We all want to work for an organisation that embraces diversity and promotes inclusion in the workplace. As the workforce shifts over time, a new generation is taking over leadership roles – the Millennials. This generation approaches diversity with a different mindset to preceding generations, believing that not only is inclusion in the workplace vital, but they expect these values have already been applied when they join an organisation. Fostering a work environment that will be attractive to Millennials is now extremely important.
Much progress has been made over the past 20 years, with the rise of flexible working allowing more women in childbearing years to return to their careers whilst balancing family demands. Equally as common now is the engagement of independent consultants with niche skill sets who work remotely. There is, however, much more to be done before the Australian corporate world can claim to be completely inclusive.
Why is embracing diversity so important for businesses?
Deloitte’s Human Capital team have identified four main factors influencing the need for diversity:
Markets – A boom in the world’s middle class population (due to higher income levels) and its continued growth, is translating to rising consumer demand.
Customers – Higher customer expectations regarding products and the buying experience are all effects of the digital age. Businesses are realising that a greater understanding of the customer is the key to success and today’s customers’ needs are diverse.
Ideas – Innovation is critical at this time of digital disruption, and having a mix of diversely thinking minds ensures all bases are covered.
Talent – Building a talent pool of highly skilled workers with diverse needs is essential as organisations try to become more attractive to skilled candidates.
The roles leaders play in inclusion
Strong company policies around inclusion and diversity provide the foundation to any major changes in mindset in the workplace. Leaders are the drivers of change, so businesses must support them in implementing these values. The 2015 McKinsey report “Diversity Matters” talks about the value of inclusiveness in the workplace as a means of creating harmony. “Diversity increases employee satisfaction and reduces conflicts between groups, improving collaboration and loyalty” (McKinsey and Company, 2015). A negative work environment impacts upon customers, just as a happy, peaceful workplace will have an effect.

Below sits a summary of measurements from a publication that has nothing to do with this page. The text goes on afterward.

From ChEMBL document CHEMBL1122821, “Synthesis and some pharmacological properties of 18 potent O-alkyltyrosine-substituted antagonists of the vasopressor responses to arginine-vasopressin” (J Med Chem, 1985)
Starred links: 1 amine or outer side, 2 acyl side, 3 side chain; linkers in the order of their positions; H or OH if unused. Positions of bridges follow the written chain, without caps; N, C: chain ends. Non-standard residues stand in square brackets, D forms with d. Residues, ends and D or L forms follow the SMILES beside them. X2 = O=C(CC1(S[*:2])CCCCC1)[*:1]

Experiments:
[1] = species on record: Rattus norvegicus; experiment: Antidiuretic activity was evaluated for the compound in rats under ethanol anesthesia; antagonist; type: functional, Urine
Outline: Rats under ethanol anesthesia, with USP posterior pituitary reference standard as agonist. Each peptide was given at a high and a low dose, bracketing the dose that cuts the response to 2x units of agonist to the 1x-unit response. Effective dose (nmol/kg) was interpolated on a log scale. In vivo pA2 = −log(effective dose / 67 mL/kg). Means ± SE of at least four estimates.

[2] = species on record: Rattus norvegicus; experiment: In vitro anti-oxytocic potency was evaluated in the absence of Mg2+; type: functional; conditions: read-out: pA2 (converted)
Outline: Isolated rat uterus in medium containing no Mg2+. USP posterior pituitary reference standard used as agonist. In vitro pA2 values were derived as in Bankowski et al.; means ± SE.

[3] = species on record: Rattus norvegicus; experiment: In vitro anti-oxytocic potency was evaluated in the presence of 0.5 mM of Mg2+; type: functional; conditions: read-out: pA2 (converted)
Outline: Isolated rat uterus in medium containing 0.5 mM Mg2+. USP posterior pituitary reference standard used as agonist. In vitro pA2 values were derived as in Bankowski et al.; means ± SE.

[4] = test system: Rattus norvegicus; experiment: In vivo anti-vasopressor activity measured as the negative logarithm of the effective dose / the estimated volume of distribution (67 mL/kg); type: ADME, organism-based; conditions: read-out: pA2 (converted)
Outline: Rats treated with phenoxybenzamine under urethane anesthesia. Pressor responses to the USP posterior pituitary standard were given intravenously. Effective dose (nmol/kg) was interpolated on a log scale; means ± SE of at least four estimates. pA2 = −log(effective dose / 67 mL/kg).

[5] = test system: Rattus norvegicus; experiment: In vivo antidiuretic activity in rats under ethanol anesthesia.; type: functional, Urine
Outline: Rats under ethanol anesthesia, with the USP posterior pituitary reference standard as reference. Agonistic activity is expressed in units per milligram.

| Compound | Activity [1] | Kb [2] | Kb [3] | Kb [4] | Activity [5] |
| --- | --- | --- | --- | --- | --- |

So how do we ensure that our leaders embody the very spirit of inclusiveness?
Important attributes of leaders in an inclusive workplace
According to the Deloitte Report, leaders can lead by example through displaying inclusive behaviour.
1. Cognizance of bias
Self-awareness, work on improving processes in order to lessen unconscious biases
A willingness to learn new things, about oneself and others, and to recognise the value of continuous learning and change
3. Cultural Intelligence
Being comfortable and effective in different cultural settings and seeing the learning opportunity when in an unfamiliar environment
Recognising the value of individuals working together, each bringing different ideas to the table and cultivating an environment in which people are comfortable contributing their personal views
Leaders should have strong personal values about fairness and inclusion, as well as understanding the commercial value of diversity.
A willingness to identify deeply entrenched behaviours within the organisation and challenge them.
There are countless approaches to inclusion that can work for an organisation, but one thing the experts agree on is that businesses must adapt to the changing environment. In order to attract and retain talent, continue to innovate and meet customer expectations, instilling a culture of valuing diversity in your organisation should be of the highest priority.
For more advice around managing a contingent workforce, talent attraction and retention or assistance with migration solutions, please contact Entity Solutions on (03) 9600 0333.